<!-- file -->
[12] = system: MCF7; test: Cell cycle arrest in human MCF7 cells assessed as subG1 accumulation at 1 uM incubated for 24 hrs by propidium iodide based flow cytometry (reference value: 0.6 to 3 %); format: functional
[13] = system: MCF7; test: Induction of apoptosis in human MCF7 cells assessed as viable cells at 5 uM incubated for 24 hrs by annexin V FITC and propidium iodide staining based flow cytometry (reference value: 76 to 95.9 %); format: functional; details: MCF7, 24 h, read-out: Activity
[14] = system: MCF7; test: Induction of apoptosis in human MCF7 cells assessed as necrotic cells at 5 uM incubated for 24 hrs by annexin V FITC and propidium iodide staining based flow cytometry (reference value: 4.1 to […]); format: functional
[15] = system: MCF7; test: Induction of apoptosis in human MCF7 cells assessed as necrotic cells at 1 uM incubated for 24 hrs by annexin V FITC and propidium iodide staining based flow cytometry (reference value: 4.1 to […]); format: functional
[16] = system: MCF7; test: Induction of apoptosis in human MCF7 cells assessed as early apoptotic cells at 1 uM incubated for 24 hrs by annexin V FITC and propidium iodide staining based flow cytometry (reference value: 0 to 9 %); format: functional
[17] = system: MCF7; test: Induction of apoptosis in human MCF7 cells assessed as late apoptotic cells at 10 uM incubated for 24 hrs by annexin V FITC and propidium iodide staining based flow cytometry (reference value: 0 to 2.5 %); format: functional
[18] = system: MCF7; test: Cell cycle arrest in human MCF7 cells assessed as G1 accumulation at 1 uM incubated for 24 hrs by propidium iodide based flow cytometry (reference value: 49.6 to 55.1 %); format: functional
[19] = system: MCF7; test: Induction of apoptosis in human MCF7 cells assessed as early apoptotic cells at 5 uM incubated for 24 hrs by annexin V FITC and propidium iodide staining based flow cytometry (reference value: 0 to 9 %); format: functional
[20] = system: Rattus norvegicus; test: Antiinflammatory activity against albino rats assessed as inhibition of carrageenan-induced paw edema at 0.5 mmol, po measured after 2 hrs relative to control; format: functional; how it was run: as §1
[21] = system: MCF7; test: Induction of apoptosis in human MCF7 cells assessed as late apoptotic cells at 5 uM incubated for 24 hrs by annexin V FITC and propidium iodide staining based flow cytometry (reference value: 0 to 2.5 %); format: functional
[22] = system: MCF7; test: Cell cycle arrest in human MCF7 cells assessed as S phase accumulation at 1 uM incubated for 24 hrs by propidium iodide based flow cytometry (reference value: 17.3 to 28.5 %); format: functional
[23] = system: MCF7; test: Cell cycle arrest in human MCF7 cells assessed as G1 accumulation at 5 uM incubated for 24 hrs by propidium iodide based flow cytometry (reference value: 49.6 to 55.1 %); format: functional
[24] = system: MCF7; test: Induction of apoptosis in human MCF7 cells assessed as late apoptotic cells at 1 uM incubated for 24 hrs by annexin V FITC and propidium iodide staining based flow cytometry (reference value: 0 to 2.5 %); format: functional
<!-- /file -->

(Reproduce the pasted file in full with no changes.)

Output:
[12] = system: MCF7; test: Cell cycle arrest in human MCF7 cells assessed as subG1 accumulation at 1 uM incubated for 24 hrs by propidium iodide based flow cytometry (reference value: 0.6 to 3 %); format: functional
[13] = system: MCF7; test: Induction of apoptosis in human MCF7 cells assessed as viable cells at 5 uM incubated for 24 hrs by annexin V FITC and propidium iodide staining based flow cytometry (reference value: 76 to 95.9 %); format: functional; details: MCF7, 24 h, read-out: Activity
[14] = system: MCF7; test: Induction of apoptosis in human MCF7 cells assessed as necrotic cells at 5 uM incubated for 24 hrs by annexin V FITC and propidium iodide staining based flow cytometry (reference value: 4.1 to […]); format: functional
[15] = system: MCF7; test: Induction of apoptosis in human MCF7 cells assessed as necrotic cells at 1 uM incubated for 24 hrs by annexin V FITC and propidium iodide staining based flow cytometry (reference value: 4.1 to […]); format: functional
[16] = system: MCF7; test: Induction of apoptosis in human MCF7 cells assessed as early apoptotic cells at 1 uM incubated for 24 hrs by annexin V FITC and propidium iodide staining based flow cytometry (reference value: 0 to 9 %); format: functional
[17] = system: MCF7; test: Induction of apoptosis in human MCF7 cells assessed as late apoptotic cells at 10 uM incubated for 24 hrs by annexin V FITC and propidium iodide staining based flow cytometry (reference value: 0 to 2.5 %); format: functional
[18] = system: MCF7; test: Cell cycle arrest in human MCF7 cells assessed as G1 accumulation at 1 uM incubated for 24 hrs by propidium iodide based flow cytometry (reference value: 49.6 to 55.1 %); format: functional
[19] = system: MCF7; test: Induction of apoptosis in human MCF7 cells assessed as early apoptotic cells at 5 uM incubated for 24 hrs by annexin V FITC and propidium iodide staining based flow cytometry (reference value: 0 to 9 %); format: functional
[20] = system: Rattus norvegicus; test: Antiinflammatory activity against albino rats assessed as inhibition of carrageenan-induced paw edema at 0.5 mmol, po measured after 2 hrs relative to control; format: functional; how it was run: as §1
[21] = system: MCF7; test: Induction of apoptosis in human MCF7 cells assessed as late apoptotic cells at 5 uM incubated for 24 hrs by annexin V FITC and propidium iodide staining based flow cytometry (reference value: 0 to 2.5 %); format: functional
[22] = system: MCF7; test: Cell cycle arrest in human MCF7 cells assessed as S phase accumulation at 1 uM incubated for 24 hrs by propidium iodide based flow cytometry (reference value: 17.3 to 28.5 %); format: functional
[23] = system: MCF7; test: Cell cycle arrest in human MCF7 cells assessed as G1 accumulation at 5 uM incubated for 24 hrs by propidium iodide based flow cytometry (reference value: 49.6 to 55.1 %); format: functional
[24] = system: MCF7; test: Induction of apoptosis in human MCF7 cells assessed as late apoptotic cells at 1 uM incubated for 24 hrs by annexin V FITC and propidium iodide staining based flow cytometry (reference value: 0 to 2.5 %); format: functional